Lorén Spears discusses historic Roger Williams book Wednesday at La Grua
Roger Williams liked to stay busy. In addition to his "real jobs" as a theologian, founder of Rhode Island and zookeeper, he also found time to write, in 1643, a book called "A Key to Language in America."
Regarded as one of the most important documents of early Indigenous American culture, "A Key" is valuable on a variety of levels, including historical, political, liguistic and spiritual. Williams researched the work by recording the day-to-day experiences of the Narragansett people of Rhode Island in their own words — and, above all, it's a remarkable portrait of the Naragansetts and their sibling tribes in the period of time leading up to King Philip's War.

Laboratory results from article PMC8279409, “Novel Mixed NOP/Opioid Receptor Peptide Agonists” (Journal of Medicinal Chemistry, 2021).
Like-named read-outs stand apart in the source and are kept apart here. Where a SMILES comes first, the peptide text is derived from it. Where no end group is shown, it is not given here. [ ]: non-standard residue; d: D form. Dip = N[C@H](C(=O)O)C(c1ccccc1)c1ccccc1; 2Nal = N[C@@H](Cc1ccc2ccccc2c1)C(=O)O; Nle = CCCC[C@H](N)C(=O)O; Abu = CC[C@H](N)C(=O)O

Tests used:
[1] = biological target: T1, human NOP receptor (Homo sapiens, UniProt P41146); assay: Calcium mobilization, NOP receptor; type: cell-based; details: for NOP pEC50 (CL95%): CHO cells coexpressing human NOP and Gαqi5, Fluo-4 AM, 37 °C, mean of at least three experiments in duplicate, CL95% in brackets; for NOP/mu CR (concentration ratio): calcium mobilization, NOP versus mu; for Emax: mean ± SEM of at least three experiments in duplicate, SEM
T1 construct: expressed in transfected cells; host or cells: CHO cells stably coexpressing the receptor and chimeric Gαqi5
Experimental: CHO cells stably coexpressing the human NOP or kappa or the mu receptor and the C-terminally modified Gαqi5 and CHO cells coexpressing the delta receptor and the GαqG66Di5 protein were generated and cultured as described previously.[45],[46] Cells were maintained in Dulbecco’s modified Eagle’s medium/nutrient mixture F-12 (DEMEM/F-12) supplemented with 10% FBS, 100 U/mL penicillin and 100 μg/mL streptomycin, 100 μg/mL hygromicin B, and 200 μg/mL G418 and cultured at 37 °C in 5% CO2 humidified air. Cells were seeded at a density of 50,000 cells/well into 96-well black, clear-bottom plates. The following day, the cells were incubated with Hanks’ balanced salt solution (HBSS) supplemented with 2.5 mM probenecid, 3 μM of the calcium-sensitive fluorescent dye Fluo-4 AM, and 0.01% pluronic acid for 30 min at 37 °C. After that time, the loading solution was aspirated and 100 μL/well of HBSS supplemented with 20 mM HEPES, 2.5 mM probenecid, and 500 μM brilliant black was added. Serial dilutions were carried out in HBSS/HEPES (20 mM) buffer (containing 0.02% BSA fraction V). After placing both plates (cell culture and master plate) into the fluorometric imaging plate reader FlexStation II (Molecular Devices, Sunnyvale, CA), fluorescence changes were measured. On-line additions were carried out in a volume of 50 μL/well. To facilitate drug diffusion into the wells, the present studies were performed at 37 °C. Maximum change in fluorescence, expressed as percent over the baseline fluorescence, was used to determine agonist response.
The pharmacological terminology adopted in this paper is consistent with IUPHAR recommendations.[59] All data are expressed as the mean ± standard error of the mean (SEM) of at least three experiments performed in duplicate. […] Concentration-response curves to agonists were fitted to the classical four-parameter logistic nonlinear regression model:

One of the most renowned authorities on "A Key to Language in America" is Lorén Spears, who will discuss a newly edited version of the book and its continued significance Wednesday at the La Grua Center as part of their "Good Stories, Well Told" lecture series. Spears, executive director of the Tomaquag Museum in Exeter, R.I., and a member of the Narragansett tribe, will also sign copies of the book. Worth noting: Another of the book's editors is Stonington resident Dorothy Herman Papp.
Lorén Spears, "Good Stories, Well Told," 6 p.m. Wednesday, La Grua Center, 32 Water St., Stonington; $5 suggested donation; (860) 535-2300.
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